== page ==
Business relief provisions include:

  • Paycheck Protection Program-READ BELOW
  • Employee retention credit (not available if SBA loan is taken)
  • Deferral of employer share of 2020 payroll tax. (not available if SBA loan is taken)
  • Five-year carryback and 100% for NOL’s in 2018, 2019, and 2020
  • An increase in the business interest expense limitation-50% of adjusted taxable income for 2019 and 2020, not 30%. Partnerships are 50% for 2020 only.
  • Employer credit for Paid Sick Pay Leave (10 days.)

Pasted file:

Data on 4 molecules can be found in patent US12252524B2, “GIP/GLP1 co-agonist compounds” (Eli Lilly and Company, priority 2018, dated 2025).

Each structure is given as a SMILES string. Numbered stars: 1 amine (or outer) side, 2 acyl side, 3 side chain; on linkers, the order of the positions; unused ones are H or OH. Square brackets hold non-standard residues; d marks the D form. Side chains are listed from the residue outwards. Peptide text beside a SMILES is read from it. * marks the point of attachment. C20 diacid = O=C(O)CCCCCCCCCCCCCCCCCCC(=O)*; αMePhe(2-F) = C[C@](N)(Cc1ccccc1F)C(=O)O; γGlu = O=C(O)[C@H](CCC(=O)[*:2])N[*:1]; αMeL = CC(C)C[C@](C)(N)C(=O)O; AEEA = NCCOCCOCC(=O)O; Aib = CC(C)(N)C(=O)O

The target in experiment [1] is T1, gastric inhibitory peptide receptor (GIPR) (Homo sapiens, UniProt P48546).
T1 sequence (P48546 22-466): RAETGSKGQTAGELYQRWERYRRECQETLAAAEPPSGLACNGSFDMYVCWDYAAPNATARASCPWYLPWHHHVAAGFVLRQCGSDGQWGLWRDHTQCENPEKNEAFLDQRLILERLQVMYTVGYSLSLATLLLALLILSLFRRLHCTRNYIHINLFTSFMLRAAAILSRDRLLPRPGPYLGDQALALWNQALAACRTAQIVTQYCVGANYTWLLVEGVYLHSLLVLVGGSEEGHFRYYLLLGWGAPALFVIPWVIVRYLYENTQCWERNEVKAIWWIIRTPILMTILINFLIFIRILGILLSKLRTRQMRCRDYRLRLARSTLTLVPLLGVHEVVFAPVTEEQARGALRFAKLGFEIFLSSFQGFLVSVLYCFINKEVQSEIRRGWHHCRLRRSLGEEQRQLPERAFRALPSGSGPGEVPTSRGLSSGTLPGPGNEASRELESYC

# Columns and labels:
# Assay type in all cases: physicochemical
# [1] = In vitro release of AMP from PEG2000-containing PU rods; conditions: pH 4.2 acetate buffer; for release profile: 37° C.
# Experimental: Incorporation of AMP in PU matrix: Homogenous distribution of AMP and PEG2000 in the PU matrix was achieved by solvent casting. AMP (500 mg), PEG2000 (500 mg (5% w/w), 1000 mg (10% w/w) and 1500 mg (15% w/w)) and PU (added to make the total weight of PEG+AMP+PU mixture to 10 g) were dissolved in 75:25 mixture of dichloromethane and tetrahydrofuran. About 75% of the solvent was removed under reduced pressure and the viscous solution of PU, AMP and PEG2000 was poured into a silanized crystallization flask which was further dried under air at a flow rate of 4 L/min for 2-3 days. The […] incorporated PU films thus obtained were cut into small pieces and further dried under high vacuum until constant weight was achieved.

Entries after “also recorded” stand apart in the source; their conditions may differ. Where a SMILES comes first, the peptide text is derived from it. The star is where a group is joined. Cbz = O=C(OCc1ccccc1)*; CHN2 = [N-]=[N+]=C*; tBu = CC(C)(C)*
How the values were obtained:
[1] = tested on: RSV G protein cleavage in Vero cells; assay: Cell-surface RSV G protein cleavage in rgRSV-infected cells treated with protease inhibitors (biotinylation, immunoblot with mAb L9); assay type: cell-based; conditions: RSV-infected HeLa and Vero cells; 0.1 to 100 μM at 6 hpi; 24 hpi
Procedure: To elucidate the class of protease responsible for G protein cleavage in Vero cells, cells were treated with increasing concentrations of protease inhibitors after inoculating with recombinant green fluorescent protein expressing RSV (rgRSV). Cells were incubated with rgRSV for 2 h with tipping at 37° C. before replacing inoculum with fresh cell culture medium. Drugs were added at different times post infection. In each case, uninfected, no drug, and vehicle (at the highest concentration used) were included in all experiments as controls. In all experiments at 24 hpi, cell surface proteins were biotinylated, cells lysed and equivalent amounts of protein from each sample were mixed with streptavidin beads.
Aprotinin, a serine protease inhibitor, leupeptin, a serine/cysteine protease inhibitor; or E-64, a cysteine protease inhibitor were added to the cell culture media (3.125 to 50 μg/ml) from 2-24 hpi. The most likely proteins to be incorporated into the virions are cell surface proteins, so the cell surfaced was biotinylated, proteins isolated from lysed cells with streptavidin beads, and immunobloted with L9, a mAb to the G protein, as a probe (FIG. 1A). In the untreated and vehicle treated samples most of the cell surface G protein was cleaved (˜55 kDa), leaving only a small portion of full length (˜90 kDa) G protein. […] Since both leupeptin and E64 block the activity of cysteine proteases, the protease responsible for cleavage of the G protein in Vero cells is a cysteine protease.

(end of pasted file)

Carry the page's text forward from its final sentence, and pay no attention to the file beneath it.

Individual relief provisions include:

  • Advance Rebates for individual taxpayers-The rebate amounts are advance refunds of credits against 2020 taxes, and equal to $1,200 for individuals, or $2,400 for joint filers, with a $500 amount for each child. There is a phase-out provision based upon 2018 or 2019, if filed, adjusted gross income (AGI).
  • A waiver of the early distribution penalty from retirement plans for coronavirus-related distributions.
  • A waiver of 2020 required minimum distribution (RMD) from pension plans.
  • An above-the-line charitable contribution deduction of $300 for 2020, and
  • An exclusion from income for employers’ repayments of employees’ student loans


Expanded discussion of some of the Business relief provisions